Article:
COVID-19 information for breastfeeding mums

A mother will do whatever it takes to keep her precious baby safe and healthy, so any worries may be exacerbated in a time of crisis like this. One thing you may be concerned about is if you should continue breastfeeding your baby. If you have the virus, will you be separated from your baby? Is it safe to breastfeed, since you may not even know you have COVID-19? Is your baby more at risk of contracting it? What if you’re too sick to breastfeed?

One extremely important thing for you to keep in mind is that breastfeeding can help protect babies from getting sick, and is particularly effective against infectious diseases. This is because breast milk contains antibodies and other immune protective factors.

Here we’ll provide the most up-to-date COVID-19 information for breastfeeding mums:

If I have COVID-19 and give birth, will I be separated from my baby in the hospital, and unable to breastfeed?

Even if your baby is free of COVID-19, you and your baby will not be separated. Your baby is at risk of contracting it, but since you would have been building up antibodies to fight the virus, those antibodies would have been transferred to the baby. So, it’s hoped the baby will have a degree of natural protection against the virus. You will need to take extra precautions when caring for your baby. Frequent handwashing, potentially wearing a mask, and practicing good hygiene.

Are newborns more at risk of getting coronavirus than others?

Newborns are vulnerable in that they don’t have a good immune system, but antibodies from their mother would have been transferred to them. If you choose to or can breastfeed, it’s recommended that you do so to further protect your baby’s immune system.

What if my baby contracts COVID-19 during the hospital stay?

From the evidence around the world, babies and young children are affected only mildly or moderately. Your baby would be carefully and closely monitored in the hospital, and most likely will stay with you in the room.

Can I still breastfeed my baby if I have coronavirus?

Breastfeeding is a choice only a mother and her family can make, however UNICEF, the Academy of Breastfeeding Medicine, WHO, and CDC, state that if a mother with coronavirus and her baby are able to remain together, breastfeeding at the breast is encouraged.

If you’ve tested positive for the virus, you can continue to breastfeed while wearing a mask, or you may be advised to express milk so that someone uninfected can feed your baby until you’re no longer contagious. This will be decided by your healthcare team. Ensure that you wash your hands well before and after feeds and pumping sessions.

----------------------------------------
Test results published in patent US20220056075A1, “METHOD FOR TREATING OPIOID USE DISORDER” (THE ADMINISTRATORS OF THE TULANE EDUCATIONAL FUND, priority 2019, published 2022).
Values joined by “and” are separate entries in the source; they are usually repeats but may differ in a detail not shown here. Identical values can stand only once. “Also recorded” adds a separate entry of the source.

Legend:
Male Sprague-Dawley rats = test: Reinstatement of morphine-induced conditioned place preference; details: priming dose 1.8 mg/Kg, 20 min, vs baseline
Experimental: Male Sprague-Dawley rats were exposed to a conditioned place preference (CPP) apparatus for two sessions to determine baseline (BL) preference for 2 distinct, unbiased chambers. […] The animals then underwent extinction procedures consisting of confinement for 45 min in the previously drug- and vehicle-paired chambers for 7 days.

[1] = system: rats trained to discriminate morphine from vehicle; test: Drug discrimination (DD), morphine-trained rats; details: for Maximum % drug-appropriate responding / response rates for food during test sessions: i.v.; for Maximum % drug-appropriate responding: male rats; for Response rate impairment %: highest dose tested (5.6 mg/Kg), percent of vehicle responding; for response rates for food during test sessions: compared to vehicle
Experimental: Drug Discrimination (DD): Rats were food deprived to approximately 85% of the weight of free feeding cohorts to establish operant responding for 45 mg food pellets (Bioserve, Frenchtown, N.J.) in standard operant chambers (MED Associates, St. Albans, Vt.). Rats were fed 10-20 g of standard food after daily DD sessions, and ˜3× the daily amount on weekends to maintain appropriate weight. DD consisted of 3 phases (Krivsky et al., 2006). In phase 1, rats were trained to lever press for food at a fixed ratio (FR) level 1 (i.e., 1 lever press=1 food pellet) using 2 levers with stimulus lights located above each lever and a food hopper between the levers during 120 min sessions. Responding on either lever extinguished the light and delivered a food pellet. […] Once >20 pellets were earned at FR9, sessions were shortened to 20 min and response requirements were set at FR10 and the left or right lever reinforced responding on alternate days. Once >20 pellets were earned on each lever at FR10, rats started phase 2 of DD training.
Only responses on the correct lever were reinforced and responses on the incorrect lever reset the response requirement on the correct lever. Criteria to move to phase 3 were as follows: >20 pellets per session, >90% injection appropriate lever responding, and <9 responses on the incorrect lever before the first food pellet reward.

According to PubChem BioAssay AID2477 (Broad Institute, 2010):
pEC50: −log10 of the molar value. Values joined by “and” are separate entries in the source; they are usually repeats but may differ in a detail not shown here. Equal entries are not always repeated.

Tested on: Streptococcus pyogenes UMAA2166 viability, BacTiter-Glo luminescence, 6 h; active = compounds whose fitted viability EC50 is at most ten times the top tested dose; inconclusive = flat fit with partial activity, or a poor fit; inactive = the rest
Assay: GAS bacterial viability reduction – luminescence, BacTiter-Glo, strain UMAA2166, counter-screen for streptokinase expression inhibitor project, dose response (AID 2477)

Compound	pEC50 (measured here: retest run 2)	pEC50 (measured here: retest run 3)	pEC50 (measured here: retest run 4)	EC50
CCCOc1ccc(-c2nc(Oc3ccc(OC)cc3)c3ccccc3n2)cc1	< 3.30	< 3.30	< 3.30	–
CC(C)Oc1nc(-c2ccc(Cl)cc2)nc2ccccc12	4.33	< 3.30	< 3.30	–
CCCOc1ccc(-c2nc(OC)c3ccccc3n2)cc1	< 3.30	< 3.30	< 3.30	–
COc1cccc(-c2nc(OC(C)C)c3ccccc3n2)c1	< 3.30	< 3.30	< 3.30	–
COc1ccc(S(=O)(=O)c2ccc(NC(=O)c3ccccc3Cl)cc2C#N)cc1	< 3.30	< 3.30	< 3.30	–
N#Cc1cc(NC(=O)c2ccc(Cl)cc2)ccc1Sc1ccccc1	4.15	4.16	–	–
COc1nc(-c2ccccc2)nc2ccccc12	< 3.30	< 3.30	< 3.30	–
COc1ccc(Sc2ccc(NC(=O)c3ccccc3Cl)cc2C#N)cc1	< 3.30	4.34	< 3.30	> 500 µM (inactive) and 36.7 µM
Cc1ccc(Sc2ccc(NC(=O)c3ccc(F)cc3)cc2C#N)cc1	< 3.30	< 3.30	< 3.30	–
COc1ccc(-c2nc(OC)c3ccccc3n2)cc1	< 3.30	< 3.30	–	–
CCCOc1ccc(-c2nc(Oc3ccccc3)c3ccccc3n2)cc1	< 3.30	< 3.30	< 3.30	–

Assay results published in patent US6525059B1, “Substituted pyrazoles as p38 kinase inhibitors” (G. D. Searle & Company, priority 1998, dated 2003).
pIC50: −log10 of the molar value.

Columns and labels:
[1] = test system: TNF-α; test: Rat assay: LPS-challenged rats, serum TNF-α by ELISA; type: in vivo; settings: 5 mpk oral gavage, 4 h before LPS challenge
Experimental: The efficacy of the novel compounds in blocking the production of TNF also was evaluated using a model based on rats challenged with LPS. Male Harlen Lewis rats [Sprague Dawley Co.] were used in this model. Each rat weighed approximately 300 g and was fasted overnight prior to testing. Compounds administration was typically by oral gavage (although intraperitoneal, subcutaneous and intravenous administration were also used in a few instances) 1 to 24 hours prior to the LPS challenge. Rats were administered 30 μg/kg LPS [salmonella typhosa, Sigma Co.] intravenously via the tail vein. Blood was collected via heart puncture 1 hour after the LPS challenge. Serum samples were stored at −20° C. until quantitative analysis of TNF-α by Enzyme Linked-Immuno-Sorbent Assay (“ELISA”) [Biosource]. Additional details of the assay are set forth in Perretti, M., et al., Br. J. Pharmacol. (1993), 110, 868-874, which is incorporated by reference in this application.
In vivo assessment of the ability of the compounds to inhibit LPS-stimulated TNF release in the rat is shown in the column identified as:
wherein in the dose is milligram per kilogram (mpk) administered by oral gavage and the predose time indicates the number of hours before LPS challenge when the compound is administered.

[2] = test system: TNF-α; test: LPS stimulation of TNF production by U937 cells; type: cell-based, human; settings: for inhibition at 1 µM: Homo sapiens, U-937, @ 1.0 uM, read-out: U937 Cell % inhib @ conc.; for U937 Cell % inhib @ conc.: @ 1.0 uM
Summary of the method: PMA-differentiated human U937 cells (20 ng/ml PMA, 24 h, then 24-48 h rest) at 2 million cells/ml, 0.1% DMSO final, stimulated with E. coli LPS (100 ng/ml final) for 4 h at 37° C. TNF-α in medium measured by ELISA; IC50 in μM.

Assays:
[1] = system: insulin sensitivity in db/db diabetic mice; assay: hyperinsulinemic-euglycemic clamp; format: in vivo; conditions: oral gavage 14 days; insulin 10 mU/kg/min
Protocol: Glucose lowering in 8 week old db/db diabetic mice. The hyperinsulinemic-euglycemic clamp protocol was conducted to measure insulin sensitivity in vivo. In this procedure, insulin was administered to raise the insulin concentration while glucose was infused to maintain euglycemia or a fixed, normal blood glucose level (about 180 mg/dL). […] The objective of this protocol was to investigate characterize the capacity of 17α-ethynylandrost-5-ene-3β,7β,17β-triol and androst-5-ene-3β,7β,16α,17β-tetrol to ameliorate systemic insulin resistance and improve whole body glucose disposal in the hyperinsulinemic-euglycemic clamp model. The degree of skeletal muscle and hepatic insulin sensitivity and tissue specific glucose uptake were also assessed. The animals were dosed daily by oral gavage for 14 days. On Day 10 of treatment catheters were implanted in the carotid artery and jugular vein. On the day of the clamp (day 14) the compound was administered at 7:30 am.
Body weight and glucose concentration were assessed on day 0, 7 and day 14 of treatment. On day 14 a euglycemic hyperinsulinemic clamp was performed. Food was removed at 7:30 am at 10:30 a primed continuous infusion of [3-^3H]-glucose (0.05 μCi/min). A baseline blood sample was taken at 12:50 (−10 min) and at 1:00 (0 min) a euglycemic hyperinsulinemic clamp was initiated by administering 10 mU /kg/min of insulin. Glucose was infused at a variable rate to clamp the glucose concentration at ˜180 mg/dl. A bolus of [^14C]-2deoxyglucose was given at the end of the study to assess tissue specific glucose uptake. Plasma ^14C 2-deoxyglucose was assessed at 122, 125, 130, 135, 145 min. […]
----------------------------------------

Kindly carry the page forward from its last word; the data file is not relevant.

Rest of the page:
Can COVID-19 be transmitted via breast milk?

Breastfeeding is a vital source of immune protection for babies, and the current evidence shows that the virus isn’t transmitted through breast milk.

Considering the risk that I could contract COVID-19, isn’t it safer to give my baby formula?

According to UNICEF, breastfeeding is the safest, most reliable method of infant feeding in an emergency. Considering the benefits of breastfeeding plus the current evidence that breast milk has not been shown in the transmission of respiratory viruses, you can continue breastfeeding.

What if I’m too sick to breastfeed, or have been separated from my baby?

One option is to express as regularly as you can so that your baby continues to receive breast milk. If your supply drops, which is common when mothers are unwell, you can seek help from a lactation consultant or medical advisor.

Donated breast milk is another option. You can call Pregnancy, Birth and Baby on 1800 882 436 to discuss this further with a maternal and child health nurse.

Can I restart breastfeeding if I had to stop for a period of time?

Nicole Jameson, who is master of international public health and a breastfeeding counsellor, advises that re-lactation is possible if you’ve stopped breastfeeding whilst unwell. Please phone the Breastfeeding Helpline for support.

If you think you or your baby have coronavirus

You can call the healthdirect helpline on 1800 022 222 to speak with a registered nurse.

For general information on the coronavirus disease (COVID-19), call the Australian Government’s Coronavirus Health Information Line on 1800 020 080.

For more support with breastfeeding

The ABA runs the National Breastfeeding Helpline 1800 mum 2 mum (1800 686 268). The helpline is available 24/7, and is staffed by trained, volunteer counsellors.